Currans first move, in late 2001, was to turn to PricewaterhouseCoopers Global Risk Advisory Services practice. He especially wanted to know what PWCs other clients were doing "for this onslaught of paper management."

PWC replied that nobody had devised a solid solution yet. Curran then asked PWC to find a knowledge management tool, "so that as we begin building our policies and procedures, we can populate this repository and then use that same content to drive our training."

By early 2002 PWC recommended Axentis Corp. and its flagship Axentis Enterprise software. Curran had also consulted analysis companies and professional colleagues and found several vendors that offered products to manage compliance training or to monitor such training—but not one product to manage both.

"As I recall there were only a couple that were even in the ballpark at that time," Curran said. "None of them—including Axentis—could meet all the business requirements we had identified."

Since Axentis was the best fit for what Curran wanted, in July 2002 he crafted a triumvirate to develop a compliance management system: PWC would bring consulting expertise on compliance requirements, Axentis would deliver a technology platform, and UICI would provide an operations perspective on what would work within the company.

Next Page: Compliance Clearinghouse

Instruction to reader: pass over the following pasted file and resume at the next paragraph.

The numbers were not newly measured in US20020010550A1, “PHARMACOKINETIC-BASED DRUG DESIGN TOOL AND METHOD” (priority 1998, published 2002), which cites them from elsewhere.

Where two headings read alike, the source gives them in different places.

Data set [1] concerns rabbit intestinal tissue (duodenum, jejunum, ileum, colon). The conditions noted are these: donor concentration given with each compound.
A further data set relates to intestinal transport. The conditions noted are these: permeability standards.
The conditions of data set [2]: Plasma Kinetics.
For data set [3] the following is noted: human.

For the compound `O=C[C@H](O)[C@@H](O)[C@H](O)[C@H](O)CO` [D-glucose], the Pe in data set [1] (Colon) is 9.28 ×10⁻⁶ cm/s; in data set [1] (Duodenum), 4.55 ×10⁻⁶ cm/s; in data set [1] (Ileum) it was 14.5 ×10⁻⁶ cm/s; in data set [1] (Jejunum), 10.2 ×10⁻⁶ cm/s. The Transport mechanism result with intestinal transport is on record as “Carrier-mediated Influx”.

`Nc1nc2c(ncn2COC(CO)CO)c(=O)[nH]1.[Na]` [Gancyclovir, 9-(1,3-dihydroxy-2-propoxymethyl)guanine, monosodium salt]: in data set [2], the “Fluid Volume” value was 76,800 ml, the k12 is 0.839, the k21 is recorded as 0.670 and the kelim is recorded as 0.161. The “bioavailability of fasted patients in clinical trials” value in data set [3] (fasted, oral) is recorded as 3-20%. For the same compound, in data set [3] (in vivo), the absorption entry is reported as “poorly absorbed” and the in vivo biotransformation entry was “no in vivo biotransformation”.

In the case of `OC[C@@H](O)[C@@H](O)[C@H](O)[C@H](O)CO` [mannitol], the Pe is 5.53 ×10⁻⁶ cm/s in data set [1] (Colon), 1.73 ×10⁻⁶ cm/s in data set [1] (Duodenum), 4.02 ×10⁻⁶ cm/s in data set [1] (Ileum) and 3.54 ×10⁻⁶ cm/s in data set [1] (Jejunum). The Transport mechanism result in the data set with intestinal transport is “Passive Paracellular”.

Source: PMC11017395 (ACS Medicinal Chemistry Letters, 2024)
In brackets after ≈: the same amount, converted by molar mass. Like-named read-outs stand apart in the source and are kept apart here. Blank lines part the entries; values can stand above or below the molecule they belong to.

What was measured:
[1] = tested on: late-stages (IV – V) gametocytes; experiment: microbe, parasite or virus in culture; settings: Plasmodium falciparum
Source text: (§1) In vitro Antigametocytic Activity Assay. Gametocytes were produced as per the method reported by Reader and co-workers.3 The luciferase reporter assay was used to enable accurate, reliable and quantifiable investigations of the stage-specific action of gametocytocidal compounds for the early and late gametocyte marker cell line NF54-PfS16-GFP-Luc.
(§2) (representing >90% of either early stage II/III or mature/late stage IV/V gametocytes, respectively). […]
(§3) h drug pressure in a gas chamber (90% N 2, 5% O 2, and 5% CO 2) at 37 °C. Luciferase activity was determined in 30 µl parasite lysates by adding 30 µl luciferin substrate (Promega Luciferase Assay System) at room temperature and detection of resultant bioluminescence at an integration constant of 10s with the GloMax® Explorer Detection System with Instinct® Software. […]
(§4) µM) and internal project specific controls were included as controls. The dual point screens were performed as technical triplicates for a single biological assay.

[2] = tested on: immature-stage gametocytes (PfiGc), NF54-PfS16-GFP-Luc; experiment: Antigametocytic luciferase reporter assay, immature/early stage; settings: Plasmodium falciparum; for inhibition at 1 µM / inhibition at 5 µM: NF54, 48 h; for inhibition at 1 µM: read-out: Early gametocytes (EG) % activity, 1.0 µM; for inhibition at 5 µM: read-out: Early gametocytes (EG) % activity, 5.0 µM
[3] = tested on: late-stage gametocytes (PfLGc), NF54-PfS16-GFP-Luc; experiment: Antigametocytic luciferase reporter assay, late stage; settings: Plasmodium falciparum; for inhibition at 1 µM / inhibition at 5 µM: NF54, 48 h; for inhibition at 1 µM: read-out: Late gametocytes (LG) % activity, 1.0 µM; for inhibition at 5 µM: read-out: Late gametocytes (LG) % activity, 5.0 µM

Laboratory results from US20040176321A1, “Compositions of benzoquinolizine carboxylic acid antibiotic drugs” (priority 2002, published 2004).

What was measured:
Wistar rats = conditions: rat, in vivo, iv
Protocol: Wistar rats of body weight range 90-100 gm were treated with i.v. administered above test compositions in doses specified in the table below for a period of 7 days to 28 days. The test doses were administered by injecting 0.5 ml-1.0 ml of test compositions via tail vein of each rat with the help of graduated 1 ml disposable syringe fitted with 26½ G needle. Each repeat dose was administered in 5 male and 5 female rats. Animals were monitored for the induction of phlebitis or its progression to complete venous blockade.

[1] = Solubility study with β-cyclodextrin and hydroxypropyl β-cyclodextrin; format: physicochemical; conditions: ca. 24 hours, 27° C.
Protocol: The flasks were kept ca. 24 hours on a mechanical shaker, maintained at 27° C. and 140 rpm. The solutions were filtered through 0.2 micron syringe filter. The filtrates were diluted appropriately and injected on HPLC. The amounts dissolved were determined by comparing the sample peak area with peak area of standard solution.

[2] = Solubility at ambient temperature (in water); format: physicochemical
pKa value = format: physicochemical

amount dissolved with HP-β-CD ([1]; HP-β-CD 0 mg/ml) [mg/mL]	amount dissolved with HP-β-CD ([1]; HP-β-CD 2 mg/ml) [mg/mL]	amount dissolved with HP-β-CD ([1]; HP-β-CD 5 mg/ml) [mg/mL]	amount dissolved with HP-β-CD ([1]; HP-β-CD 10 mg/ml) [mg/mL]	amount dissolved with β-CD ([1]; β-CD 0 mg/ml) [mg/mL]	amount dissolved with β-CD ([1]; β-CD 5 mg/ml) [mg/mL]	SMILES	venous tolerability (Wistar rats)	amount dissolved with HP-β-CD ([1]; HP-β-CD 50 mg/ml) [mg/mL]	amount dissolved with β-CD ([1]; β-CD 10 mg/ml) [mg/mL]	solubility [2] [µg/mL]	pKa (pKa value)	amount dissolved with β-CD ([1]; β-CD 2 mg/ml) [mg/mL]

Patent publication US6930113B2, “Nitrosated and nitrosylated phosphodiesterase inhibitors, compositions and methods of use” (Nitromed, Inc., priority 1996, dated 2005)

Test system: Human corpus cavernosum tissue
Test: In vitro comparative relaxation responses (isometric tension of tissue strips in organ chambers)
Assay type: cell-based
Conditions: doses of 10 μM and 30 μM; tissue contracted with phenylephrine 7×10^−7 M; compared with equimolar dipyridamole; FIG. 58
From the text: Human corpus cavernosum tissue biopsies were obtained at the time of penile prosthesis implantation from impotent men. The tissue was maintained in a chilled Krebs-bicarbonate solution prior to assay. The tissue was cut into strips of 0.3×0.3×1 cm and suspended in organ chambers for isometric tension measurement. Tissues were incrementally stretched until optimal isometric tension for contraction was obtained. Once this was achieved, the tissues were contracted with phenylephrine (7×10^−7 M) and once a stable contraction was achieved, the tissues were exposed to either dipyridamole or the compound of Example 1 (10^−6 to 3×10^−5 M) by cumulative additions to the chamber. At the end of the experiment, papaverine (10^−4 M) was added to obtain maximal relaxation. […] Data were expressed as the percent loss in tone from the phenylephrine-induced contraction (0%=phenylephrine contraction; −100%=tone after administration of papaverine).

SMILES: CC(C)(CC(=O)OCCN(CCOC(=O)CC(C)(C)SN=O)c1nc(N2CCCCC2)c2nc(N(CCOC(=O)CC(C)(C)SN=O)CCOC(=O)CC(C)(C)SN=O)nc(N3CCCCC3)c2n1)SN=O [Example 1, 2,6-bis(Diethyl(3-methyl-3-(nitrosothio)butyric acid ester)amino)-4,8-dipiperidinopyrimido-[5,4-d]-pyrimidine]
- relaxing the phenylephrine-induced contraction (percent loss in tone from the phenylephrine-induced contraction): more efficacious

Compliance Clearinghouse

Compliance clearinghouse

To determine what information UICI wanted in its compliance repository, Curran convened a tool selection team: one to three people per business unit (roughly 10 people in total) offering design guidance, reviewing prototypes and keeping Axentis focused on critical tasks.

Curran was also clear that UICI wanted an enterprisewide tool to comply with HIPAA, "but not just build a HIPAA solution." By then the USA Patriot Act and SarbOx had been passed, portending new anti-fraud and financial controls regulations. Curran wanted one tool to handle all of them; HIPAA just happened to arrive first. Prime Associates DeMartino said demand for such training now experiences "constant and exponential growth," especially in the financial services industry.

"You have to show the regulators that youre doing this stuff," DeMartino said. "You have to show proof that employees are taking the classes. Thats challenging."

UICI wanted the first iteration of its training platform running by November 2002. By then all HIPAA compliance policies and procedures were to be documented, training courses developed, and courses assigned to the appropriate employee groups. Curran imposed another deadline of February 2003 for a final version of the platform, to give everyone two months of live training by April 1, two weeks before HIPAA privacy deadlines.